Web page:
A popular myth is that sharks are immune to disease and cancer; however, this remains to be proven. The evidence that sharks are at least resistant to cancer and disease is mostly anecdotal and there have been few, if any, scientific or statistical studies that show sharks to have heightened immunity to disease.
According to the text, are the following statements true, false or not given?
When students are stuck on band 6.5 in writing, they often think that they need a new technique, a new book or some new advice. This is wrong!
If you have a 6.5, it means that you are already getting band 7 in 50% of the scoring criteria. For example, you might be getting 7 for task response and 7 for organisation, but 6 for vocabulary and 6 for grammar (examiners can't give half marks in these criteria). Just a small improvement in one area will take you to band 7 overall (e.g. 7,7,7,6 = band 7).
If you are getting band 6.5, your method is fine. Don't change what you're doing; just try to find a small improvement in one area.
It seems that teachers in some countries are telling their students to fill their answers with "difficult grammar devices" like passives, conditionals and subjunctives.
I tell my students to do the opposite: forget about these things!
In my experience, the more you focus on grammar (25% of your score), the less you focus on answering the question well, organising your ideas, and using good vocabulary (75% of your score). Worrying about "difficult grammar" is likely to ruin your answers rather than improve them! Focus on the other 75%.
A student sent me this question from a recent test in Australia:
Describe a plant grown in your country. You should say
- what the plant is
- where it is grown
- why you like or dislike it
- and explain why it is important to your country.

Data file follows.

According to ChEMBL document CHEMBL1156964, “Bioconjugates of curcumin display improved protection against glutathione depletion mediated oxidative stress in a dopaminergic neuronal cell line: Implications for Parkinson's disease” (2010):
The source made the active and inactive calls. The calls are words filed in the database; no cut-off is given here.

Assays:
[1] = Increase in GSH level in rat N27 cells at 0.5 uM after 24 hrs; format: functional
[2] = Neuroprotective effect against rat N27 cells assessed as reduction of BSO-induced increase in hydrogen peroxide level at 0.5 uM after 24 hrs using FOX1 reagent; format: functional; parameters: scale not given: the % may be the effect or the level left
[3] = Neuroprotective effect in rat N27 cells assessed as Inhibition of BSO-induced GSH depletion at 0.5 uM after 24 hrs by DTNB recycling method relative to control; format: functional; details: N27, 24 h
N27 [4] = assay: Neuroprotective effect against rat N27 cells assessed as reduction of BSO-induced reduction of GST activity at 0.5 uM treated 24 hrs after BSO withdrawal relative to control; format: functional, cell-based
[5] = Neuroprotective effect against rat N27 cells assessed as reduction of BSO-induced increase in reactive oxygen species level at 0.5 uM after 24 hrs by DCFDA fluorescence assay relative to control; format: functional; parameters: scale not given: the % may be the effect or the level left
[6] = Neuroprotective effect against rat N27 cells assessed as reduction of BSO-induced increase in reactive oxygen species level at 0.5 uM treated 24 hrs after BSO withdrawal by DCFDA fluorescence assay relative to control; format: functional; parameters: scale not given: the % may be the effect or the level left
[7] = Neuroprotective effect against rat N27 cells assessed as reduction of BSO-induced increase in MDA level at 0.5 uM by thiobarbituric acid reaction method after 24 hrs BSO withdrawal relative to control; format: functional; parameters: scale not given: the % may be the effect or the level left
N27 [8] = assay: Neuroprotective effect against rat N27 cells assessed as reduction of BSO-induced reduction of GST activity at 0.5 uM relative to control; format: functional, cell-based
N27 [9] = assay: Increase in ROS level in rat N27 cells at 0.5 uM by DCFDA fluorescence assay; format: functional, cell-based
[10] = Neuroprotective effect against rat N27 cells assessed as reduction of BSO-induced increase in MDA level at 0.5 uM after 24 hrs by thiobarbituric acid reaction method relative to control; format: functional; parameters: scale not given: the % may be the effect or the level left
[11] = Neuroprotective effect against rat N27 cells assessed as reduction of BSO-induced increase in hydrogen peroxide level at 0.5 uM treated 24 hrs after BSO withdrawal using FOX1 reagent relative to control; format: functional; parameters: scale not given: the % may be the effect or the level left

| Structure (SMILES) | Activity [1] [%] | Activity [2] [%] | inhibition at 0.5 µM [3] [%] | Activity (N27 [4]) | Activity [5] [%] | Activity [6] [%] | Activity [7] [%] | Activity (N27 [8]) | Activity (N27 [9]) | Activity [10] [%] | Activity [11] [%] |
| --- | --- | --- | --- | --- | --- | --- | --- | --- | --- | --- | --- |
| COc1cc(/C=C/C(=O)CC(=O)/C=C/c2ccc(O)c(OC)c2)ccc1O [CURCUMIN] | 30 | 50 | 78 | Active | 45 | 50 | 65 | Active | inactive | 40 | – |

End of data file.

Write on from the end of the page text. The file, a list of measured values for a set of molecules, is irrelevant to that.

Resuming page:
If you haven't prepared for this question you might find it difficult, so let's prepare in advance. Do some research about plants in your country; my tip is to choose a plant that produces some kind of food (a crop).
Here's my full essay about the table in last week's lesson:
The table compares the percentages of people using different functions of their mobile phones between 2006 and 2010.
Throughout the period shown, the main reason why people used their mobile phones was to make calls. However, there was a marked increase in the popularity of other mobile phone features, particularly the Internet search feature.
In 2006, 100% of mobile phone owners used their phones to make calls, while the next most popular functions were text messaging (73%) and taking photos (66%). By contrast, less than 20% of owners played games or music on their phones, and there were no figures for users doing Internet searches or recording video.
Over the following 4 years, there was relatively little change in the figures for the top three mobile phone features. However, the percentage of people using their phones to access the Internet jumped to 41% in 2008 and then to 73% in 2010. There was also a significant rise in the use of mobiles to play games and to record video, with figures reaching 41% and 35% respectively in 2010.
The above essay isn't perfect, but it's still good enough for a band 9. You are not expected to write a masterpiece in only 20 minutes.
Compare the following questions. Both ask you about the same topic, but the requirements of each question are different. Think about how you would organise your answer for each one.
Some people think that governments should give financial support to creative artists such as painters and musicians. Others believe that creative artists should be funded by alternative sources. Discuss both views and give your own opinion.